I wrote an op-ed piece for the Erie News Times and I wanted to share it with you.
As communities around the globe prepare to celebrate World Autism Day, we look back on a year that has been unprecedented in advancing the diagnosis and treatment of Autism Spectrum Disorders (ASD). More and more studies continue to make headlines as we build upon a foundation of knowledge established over the last twenty years. As the Autism Speaks chief science officer states, “When it comes to scientific discovery in autism research it just keeps getting better and better.” I would like to share a few ground breaking developments in the areas of eye gaze, folic acid and technology.
With one in 68 children diagnosed with ASD, many parents are asking the question “could
my child have autism?” Fortunately, we no longer have to wait until a child turns preschool age to answer that question. Reliable screening tools can be used with children as young as 12 months of age. In a new study, researchers used high tech eye tracking to discover a subtle but consistent decline in eye contact that begins around two months of age in babies who go on to develop autism. If the initial results are confirmed, this finding would provide the earliest biomarker of ASD. Intervention could begin earlier than ever before possible, leading to real improvements in brain development, learning and social engagement.
For years, we’ve known that taking folic acid during pregnancy played an important role in producing red blood cells and helping the fetal neural tube develop into the brain and spinal cord. However, in 2013 we learned that maternal use of folic acid supplements around the time of conception was associated with a lower risk of autistic disorder. The findings support previous research that shows children of mothers who take folic acid in the four weeks before and eight weeks after conception had a lower risk of developing autism.
Closer to home, the Barber National Institute began collaborating with the University of Notre Dame to ensure that advances in the research lab translate to the real world of school and home. We are examining whether including an interactive robot in therapy sessions improves the development of social skills over traditional methods. We know that many children with ASD have a natural interest in technology and are very motivated by the robot.
Preliminary results compiled in Erie and at Notre Dame indicate that a majority of children with autism are more successful learning new skills when working with the robot as compared to just a therapist. More importantly, the children are able to generalize the skills they are learning with the robot to communicate better with their parents and other children in their lives.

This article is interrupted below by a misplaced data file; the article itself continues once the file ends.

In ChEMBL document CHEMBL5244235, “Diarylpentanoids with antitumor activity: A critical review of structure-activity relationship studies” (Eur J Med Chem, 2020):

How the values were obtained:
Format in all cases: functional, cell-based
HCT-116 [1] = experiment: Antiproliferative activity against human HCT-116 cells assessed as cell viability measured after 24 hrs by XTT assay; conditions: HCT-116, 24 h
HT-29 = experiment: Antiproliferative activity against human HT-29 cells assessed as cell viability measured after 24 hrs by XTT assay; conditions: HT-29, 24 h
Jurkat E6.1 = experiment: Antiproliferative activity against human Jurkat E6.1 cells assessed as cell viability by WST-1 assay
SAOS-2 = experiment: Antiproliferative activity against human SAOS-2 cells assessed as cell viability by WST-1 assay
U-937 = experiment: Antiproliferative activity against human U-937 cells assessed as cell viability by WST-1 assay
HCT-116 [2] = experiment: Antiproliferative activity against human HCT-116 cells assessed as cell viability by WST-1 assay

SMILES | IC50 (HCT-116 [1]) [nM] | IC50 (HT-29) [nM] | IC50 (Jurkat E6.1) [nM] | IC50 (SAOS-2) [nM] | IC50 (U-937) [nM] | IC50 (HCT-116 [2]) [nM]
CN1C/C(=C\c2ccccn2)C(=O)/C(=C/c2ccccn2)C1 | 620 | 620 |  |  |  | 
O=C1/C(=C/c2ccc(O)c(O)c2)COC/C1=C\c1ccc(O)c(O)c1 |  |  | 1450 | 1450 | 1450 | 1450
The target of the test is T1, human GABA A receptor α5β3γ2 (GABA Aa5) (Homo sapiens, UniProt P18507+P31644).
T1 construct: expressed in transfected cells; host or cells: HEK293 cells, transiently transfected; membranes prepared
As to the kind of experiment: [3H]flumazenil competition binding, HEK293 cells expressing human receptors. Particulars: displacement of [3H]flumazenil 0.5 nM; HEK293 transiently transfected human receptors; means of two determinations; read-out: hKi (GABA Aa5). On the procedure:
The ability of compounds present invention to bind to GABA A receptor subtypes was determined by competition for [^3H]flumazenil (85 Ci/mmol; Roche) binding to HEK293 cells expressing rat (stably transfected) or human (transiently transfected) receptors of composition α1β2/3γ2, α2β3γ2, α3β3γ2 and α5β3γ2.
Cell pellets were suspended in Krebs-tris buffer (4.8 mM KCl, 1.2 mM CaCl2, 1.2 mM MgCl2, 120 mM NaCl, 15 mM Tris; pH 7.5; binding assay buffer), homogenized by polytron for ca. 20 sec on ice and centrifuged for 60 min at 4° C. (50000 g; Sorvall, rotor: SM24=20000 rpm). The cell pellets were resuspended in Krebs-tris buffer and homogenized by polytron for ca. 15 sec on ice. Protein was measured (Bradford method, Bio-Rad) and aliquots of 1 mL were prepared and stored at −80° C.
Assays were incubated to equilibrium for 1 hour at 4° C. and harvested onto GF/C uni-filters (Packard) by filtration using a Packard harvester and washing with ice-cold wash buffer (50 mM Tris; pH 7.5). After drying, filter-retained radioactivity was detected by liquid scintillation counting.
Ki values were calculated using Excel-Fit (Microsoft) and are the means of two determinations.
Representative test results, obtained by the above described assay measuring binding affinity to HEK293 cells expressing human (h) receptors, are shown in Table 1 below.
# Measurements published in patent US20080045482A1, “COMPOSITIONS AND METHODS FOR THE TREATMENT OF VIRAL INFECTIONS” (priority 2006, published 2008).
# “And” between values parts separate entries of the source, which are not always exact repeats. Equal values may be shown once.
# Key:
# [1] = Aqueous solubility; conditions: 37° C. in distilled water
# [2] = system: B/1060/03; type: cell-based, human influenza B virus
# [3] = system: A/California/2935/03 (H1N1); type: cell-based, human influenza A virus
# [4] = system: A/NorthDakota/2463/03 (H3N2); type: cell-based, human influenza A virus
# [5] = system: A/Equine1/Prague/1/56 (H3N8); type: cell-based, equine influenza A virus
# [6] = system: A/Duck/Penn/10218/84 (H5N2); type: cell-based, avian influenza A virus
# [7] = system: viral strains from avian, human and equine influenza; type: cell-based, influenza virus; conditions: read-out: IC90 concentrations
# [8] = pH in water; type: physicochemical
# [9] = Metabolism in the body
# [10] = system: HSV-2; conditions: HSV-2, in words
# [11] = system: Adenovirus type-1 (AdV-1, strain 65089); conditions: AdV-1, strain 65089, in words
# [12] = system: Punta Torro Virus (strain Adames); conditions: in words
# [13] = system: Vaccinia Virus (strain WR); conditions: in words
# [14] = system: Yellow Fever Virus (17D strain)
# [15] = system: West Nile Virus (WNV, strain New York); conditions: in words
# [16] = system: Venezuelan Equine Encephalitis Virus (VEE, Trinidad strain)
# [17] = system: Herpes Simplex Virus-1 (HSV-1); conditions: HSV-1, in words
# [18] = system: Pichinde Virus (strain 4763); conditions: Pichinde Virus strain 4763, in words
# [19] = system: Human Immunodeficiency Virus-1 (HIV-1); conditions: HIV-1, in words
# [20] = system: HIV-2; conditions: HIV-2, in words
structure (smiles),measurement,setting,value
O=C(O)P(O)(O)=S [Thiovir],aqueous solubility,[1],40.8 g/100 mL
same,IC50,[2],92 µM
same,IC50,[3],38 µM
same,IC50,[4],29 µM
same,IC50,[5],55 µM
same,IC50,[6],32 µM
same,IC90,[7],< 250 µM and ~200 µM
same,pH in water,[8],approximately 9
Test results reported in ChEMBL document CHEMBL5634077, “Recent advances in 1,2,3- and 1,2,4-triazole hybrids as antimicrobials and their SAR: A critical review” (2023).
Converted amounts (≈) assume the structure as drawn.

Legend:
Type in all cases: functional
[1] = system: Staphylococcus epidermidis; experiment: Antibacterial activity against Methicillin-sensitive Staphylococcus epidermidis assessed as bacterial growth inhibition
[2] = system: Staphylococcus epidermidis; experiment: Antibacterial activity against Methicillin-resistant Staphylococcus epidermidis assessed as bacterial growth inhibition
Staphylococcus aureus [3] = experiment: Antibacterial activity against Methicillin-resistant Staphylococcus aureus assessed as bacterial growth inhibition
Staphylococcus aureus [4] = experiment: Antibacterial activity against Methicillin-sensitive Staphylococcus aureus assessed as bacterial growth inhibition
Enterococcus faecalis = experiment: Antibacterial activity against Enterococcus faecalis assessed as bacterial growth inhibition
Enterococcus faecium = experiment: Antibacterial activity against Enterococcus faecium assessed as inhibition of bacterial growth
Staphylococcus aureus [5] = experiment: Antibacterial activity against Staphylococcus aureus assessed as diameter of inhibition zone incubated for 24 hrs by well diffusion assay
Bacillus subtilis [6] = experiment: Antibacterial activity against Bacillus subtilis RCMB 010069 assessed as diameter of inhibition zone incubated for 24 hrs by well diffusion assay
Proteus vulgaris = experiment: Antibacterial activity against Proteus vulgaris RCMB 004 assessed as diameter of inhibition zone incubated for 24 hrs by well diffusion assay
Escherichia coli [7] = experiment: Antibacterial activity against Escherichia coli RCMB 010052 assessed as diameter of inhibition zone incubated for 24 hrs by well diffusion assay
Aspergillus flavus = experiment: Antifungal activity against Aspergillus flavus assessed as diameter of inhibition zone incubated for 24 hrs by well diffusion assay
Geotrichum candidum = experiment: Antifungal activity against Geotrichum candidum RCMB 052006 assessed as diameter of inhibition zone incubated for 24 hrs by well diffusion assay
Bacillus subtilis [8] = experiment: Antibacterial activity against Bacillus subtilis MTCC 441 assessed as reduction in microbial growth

We began diagnosing increasing numbers of children with autism in the early 1990s. These children are now in their early 20s and may be in college or post-secondary training programs and / or in the workforce. Unfortunately, we also know that young adults with ASD are less likely to continue their education or get a job after high school when compared to young adults with other disabilities. Only about 35% of young adults with autism attend college and only 55% have a job during the first six years after high school. Overall, they face a greater than 50% chance of being unemployed or not attending college when compared to those with other disabilities. For many families of children with autism, leaving high school is compared to falling off a cliff because of the lack of services and jobs for adults with ASD.
How can you be involved in the next wave of helping autism “keep getting better and
better?” If you are a business owner, hire a person with autism. Contact our Supportive Employment office, tell us about your job and we will find the right candidate for you. There is no expense to you and we provide a job coach to train the candidate on the job. If you are an employee, welcome and encourage diversity in your workforce. If you are a citizen, support an inclusive Erie community by welcoming people with ASD to your events, health clubs, churches and schools. This can only be a win / win opportunity for the person with autism and for all of us.